|osimpa r@cLIeNUX.com (2001-07-27)|
|From:||r@cLIeNUX.com (cLIeNUX user)|
|Date:||27 Jul 2001 02:58:42 -0400|
|Organization:||Posted via Supernews, http://www.supernews.com|
|Posted-Date:||27 Jul 2001 02:58:42 EDT|
osimpa is a set of assembly macros resembling a compiler for a generic
one-stack computer. The name is representative of "one stack in memory
plus accumulator", although that's not quite enough machine model for
a practical system. Osimpa is based on my asmacs assembly macros, and
the version of osimpa documented here is on top of shasm, my infamous
386 assembler in GNU Bash. osimpa however should be very easy to
implement on top of other proper assemblers, using something like m4.
osimpa tries to bring some of the simplicity and elegance of Forth to
native one-stack code. As such, it emphasizes a virtual machine as
it's conceptual continuity*, rather than a "language" or syntax. There
are some "language constructs" though, which is how osimpa isn't just
an assembler. It's language-ness is very bottom-up though. It's still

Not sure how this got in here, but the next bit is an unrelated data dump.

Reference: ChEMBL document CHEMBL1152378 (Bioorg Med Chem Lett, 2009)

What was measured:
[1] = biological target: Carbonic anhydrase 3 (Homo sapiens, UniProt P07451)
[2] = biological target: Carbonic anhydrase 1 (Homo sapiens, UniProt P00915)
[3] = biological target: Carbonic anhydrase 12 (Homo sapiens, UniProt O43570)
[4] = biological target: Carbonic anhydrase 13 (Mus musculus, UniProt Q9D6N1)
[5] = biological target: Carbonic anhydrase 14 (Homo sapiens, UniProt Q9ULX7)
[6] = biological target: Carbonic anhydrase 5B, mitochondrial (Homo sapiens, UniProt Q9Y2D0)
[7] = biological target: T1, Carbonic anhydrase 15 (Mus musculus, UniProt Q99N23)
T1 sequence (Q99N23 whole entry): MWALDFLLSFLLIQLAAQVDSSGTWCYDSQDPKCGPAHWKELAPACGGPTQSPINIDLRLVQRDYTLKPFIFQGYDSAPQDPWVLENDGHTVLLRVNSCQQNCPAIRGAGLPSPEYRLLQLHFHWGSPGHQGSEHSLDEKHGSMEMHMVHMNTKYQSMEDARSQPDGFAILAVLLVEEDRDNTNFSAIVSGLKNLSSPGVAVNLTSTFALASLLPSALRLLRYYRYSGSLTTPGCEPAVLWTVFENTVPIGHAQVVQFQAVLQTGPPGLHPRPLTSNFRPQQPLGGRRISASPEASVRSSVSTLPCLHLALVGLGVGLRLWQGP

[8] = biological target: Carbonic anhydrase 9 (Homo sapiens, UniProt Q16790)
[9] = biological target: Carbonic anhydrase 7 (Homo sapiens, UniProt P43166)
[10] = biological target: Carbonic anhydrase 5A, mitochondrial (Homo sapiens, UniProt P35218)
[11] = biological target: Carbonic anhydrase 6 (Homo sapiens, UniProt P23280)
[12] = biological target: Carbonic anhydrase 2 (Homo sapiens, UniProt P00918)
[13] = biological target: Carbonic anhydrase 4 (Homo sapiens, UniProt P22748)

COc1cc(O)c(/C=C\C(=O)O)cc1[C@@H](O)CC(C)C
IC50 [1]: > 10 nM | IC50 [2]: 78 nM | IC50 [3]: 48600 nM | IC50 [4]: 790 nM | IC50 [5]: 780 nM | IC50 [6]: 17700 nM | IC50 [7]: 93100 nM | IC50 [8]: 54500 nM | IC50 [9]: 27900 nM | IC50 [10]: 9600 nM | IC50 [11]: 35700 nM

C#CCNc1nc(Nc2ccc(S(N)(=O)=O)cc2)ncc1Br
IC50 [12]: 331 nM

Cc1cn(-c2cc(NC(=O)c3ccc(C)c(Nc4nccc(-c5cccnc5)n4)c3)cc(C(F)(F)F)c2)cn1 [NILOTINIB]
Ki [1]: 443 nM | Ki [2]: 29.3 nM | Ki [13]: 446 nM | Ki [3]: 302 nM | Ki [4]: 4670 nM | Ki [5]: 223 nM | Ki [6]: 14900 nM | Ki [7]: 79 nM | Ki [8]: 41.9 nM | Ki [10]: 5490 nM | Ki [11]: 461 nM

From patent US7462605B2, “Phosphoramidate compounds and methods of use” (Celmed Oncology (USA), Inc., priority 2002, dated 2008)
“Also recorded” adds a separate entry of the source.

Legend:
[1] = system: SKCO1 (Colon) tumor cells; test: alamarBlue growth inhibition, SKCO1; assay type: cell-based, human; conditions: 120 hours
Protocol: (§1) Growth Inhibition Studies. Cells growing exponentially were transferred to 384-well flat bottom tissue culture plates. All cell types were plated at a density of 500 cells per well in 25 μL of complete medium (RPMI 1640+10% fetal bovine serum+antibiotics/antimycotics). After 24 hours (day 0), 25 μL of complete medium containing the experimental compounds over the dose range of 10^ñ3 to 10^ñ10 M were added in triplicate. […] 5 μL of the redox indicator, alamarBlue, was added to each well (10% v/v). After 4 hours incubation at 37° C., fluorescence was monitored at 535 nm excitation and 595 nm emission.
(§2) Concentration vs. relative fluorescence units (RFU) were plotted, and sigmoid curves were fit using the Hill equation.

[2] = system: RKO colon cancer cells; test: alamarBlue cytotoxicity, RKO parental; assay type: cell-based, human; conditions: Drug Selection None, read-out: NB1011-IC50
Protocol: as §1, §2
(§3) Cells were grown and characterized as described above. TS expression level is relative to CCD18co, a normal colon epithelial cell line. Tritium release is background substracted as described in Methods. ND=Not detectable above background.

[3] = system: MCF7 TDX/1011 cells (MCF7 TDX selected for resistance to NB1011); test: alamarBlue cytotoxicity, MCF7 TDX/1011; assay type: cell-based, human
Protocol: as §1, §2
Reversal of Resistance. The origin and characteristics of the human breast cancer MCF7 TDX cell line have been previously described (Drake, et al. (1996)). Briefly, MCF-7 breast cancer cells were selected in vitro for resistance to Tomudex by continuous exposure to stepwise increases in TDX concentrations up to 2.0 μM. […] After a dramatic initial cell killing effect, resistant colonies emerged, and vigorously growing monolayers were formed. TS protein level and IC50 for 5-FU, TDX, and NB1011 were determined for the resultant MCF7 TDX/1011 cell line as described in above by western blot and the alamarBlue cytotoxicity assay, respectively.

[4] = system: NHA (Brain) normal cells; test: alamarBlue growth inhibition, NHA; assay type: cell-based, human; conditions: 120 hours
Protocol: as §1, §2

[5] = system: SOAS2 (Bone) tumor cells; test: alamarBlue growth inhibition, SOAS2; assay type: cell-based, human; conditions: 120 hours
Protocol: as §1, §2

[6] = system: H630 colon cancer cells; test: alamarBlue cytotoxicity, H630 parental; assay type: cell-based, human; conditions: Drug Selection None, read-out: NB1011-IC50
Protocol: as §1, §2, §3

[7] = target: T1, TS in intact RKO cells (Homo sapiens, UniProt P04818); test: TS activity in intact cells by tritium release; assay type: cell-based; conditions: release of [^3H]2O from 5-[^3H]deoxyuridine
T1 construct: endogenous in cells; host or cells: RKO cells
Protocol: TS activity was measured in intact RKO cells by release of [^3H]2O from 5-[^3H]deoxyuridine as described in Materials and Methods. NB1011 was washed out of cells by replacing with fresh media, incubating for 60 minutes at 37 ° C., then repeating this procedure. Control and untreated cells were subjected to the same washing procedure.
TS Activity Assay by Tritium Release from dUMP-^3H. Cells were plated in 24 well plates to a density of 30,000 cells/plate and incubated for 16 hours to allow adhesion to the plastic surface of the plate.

a set of features within an assembler.
Some of osimpa resembles the predecessors of C such as BCPL, or a
featureful assembler like NASM. osimpa is not typed. There is a cell
concept, the size of a native machine pointer, but that's just a size,
not a type in the C sense. A C-like enumerate is supported, the clump
facility is a rustic form of C structs, and there are strands, which
are a very general type of array. Strands can also serve as strings,
masked-index rings, and other goodies. Host functionality is available
via a sys macro directly analagous to the sys in BCPL and similar.
The facilities for defining and handling osimpa subroutine calls are
somewhat distinctive. The assembler state is informed that a new
routine is being assembled with the def macro, as follows
[not real code]
def newname cells
[possible real code]
def strandtoken 4
The 4 tells osimpa the size of new routine strandtoken's stack frame
in cells, and the name strandtoken is affiliatied with the current
assembly address. strandtoken remains the current subroutine being
defined until the next def. A routine can be ended with a fed, or not.
When a fed does occur, a stack-frame-rewinding return is assembled.